I've been shaping the horn close to final dimensions, roughly out any detail carving and the like, and fitting it in any critical areas like to a grip frame or similar.  Then I'm giving it 48 hours in the vac using JB Weld's "Wood Restore Liquid Hardener" as the stabilizer.  Then I remove it, wipe the surfaces, and let it harden for about a week at 70+ degrees F: no additional heat is needed to catalyze the stabilizer.  Then I bring it to final dimensions, finish the carving, etc.  In theory, if I had any areas that were exposed that didn't appear to be stabilized, I'd treat it again but that hasn't been needed yet.  Then polish and finish out the project. 

Test pieces done this way have stood up to a weather etc for up to a year without the scaling etc I'd expect to see with untreated bison horn in similar conditions.  I don't have results on this treatment past a year, so can't say what to expect past that. 
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Re: Stabilizing Buffalo horn
« Reply #5 on: Today at 04:56:22 PM »

Offline hp246

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Re: Stabilizing Buffalo horn
« Reply #5 on: October 21, 2020, 07:45:29 AM »
I've got to wonder what kind of "buffalo horn" you have.  If you bought blanks from a knifemaker supply etc, it is most likely water buffalo.  Water buffalo horn and bison horn work differently.   What I'm seeing as potential hangups, based on my experiments so far:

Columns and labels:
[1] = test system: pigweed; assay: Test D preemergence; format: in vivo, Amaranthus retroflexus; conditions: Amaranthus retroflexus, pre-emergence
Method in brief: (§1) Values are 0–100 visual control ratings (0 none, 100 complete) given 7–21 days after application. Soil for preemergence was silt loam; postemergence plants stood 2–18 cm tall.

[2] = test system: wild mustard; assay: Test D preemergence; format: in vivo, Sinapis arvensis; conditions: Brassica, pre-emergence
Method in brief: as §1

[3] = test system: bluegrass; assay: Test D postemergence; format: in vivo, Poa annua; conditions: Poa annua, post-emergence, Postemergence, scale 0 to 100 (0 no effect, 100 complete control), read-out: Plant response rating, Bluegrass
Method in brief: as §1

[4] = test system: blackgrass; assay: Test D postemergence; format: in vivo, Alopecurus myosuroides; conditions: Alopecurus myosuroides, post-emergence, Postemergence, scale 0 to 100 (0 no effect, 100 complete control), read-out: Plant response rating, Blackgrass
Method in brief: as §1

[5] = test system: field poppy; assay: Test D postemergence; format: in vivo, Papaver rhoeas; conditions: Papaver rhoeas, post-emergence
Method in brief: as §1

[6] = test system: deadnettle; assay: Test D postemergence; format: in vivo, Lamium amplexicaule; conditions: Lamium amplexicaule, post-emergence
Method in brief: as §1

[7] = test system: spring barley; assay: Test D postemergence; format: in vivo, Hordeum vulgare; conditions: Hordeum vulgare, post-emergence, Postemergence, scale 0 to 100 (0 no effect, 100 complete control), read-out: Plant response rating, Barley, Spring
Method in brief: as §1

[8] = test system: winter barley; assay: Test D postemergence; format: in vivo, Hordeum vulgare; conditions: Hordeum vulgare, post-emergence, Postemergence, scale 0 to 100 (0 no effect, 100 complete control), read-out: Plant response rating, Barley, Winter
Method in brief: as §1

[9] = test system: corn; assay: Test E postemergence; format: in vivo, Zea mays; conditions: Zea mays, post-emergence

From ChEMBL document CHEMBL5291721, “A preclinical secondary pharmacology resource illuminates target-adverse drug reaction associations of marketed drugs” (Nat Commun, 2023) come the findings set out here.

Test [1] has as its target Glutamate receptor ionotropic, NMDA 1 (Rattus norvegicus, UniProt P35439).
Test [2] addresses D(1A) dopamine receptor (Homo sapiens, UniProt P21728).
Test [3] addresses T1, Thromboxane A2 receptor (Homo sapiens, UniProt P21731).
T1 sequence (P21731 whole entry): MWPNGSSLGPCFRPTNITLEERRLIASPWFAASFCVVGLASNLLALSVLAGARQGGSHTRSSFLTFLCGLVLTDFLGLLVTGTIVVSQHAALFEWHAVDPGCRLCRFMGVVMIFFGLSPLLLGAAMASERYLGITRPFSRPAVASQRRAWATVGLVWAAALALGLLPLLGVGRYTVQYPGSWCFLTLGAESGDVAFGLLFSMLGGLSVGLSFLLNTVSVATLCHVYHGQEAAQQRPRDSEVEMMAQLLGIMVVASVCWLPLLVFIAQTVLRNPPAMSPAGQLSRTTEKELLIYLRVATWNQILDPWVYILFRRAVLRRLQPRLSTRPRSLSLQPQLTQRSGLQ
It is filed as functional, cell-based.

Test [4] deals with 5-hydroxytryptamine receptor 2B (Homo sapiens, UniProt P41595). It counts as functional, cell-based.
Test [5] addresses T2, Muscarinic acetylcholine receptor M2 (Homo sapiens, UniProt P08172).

I don't think you'll get significant penetration.  By that, I mean that I don't think the stabilizer will penetrate through-and-through the horn.  You will get penetration in any areas of porosity, or where there are flaws (even hidden flaws).  From that perspective, stabilization is a good thing.  Surface penetration will also drastically reduce the chance of damage due to insects.  I think--not sure on this, as I'm not familiar with "Cactus Juice"--you'll also gain some protection from damage due to UV.  It may also harden the surface to protect against scratching (not sure about that on something like pistol stocks).